Is Elmer Grant a satyr, a mythic beast unable to contain his own insatiable hungers, or merely a mortal man who brings infatuation, corruption and blood into the gossiping, fussy world of a well-known London department store.
Whatever his origins, Grant's entry into the staid halls of Smith & Wainright, manufacturers of fine fabrics to the Queen, is a match that ignites a powder-keg of sexual frenzy in this dark and animalistic fairy tale from Chancery Stone, the creator of The DANNY Quadrilogy.
Lean, mean and supremely erotic, it offers a sensual nightmare in a modern world, peopled with other-worldly creatures and a primeval hunger for more.
There were lots of things that alienated Elmer Grant from his peers, not least of which was the way he looked. Tall, dark and possessed of odd vacuous blue eyes, one piercing, one with a caul; a milky white dead thing, tissuey, transparent, still eerily showing the blue beneath, as if you could tear it away, like some wilful obscuring and have a perfectly good eye beneath. But you couldn’t, the eye was dead, completely unseeing. And yet the feeling persisted when he looked at you that he was seeing you with that eye, seeing you better.
The blind eye was on his left side and everything on that side seemed to follow its perverse direction. The brow that grew above it was sleeker, fuller, darker. The musculature of his left arm was heavier, more defined. His mouth turned up the tiniest flick at that side, giving him a look too old for his years, too knowing, like he understood things about you he shouldn’t and that you didn’t. His left foot dragged slightly when he walked, giving him a slightly loping look. In fact, there was something vaguely wolverine about him altogether, like some human caught mid change on a moonlit night, some Jekyll and Hyde eternally frozen in the sweep between good and evil. And all this at fourteen, what then was he like at twenty-five?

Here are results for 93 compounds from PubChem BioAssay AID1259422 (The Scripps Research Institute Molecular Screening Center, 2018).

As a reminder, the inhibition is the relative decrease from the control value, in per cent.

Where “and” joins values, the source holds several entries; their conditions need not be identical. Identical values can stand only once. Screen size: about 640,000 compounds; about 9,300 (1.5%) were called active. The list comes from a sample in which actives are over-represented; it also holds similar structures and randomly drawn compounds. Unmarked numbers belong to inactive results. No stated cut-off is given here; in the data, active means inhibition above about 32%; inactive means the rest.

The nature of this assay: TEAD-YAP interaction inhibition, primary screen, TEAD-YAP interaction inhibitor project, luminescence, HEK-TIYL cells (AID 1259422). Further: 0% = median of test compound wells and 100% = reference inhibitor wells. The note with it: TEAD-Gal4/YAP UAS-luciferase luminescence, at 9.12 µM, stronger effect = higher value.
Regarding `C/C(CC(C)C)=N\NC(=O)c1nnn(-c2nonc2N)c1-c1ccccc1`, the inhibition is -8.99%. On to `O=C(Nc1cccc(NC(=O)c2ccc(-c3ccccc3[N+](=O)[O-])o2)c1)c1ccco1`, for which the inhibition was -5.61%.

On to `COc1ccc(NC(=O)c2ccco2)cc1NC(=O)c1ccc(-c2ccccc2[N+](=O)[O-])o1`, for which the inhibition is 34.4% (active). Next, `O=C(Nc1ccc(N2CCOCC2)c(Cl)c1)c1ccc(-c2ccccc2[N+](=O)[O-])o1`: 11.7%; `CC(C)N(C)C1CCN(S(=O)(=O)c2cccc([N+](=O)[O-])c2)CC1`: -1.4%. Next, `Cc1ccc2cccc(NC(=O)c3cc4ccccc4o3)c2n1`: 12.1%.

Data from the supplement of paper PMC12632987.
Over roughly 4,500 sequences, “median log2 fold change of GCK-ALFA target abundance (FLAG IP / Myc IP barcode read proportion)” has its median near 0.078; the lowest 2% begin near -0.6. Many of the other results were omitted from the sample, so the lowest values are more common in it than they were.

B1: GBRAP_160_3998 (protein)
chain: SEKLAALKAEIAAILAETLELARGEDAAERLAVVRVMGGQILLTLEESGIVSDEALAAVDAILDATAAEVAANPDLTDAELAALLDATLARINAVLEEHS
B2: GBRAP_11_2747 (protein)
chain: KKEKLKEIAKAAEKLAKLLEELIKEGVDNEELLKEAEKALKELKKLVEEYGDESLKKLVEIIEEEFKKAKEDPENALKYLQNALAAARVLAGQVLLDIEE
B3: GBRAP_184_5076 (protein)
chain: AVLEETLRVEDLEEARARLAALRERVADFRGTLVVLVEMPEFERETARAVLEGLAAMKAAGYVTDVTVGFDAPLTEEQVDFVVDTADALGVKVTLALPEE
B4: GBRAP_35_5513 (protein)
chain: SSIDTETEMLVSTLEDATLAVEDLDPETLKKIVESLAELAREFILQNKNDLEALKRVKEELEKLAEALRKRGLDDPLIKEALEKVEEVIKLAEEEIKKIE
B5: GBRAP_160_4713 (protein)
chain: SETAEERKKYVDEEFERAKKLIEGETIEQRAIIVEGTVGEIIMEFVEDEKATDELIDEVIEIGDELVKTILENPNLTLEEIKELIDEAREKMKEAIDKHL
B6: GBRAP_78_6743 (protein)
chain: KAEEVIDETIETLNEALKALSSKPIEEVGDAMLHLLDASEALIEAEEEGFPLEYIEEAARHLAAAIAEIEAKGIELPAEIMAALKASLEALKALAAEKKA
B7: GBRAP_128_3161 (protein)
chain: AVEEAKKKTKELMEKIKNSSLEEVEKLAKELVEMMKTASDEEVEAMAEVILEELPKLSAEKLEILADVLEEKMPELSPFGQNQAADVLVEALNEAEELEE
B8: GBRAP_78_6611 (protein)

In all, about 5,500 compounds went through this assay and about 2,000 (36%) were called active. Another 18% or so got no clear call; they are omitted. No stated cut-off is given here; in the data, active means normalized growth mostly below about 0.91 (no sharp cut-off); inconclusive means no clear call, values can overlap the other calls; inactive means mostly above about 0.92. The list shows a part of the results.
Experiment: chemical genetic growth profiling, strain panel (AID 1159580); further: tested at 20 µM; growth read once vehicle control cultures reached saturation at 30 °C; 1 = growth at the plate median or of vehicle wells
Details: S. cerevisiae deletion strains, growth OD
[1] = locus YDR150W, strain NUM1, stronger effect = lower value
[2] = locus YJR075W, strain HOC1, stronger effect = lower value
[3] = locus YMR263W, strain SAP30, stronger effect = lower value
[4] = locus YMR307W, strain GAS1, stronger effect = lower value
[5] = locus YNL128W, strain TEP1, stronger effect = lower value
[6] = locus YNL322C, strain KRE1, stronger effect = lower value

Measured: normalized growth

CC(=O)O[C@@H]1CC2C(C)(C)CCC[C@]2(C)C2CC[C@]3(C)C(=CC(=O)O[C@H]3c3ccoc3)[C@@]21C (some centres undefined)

That was the verdict at Smith & Wainright, manufacturer of fine fabrics to the Queen. It was something of a mystery to the staff how he had got a job there at all looking, as he did, so obviously deformed.
About Chancery Stone
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Published March 28, 2010
by Poison Pixie Publishing.
Erotica, Literature & Fiction, Horror, Science Fiction & Fantasy, Gay & Lesbian.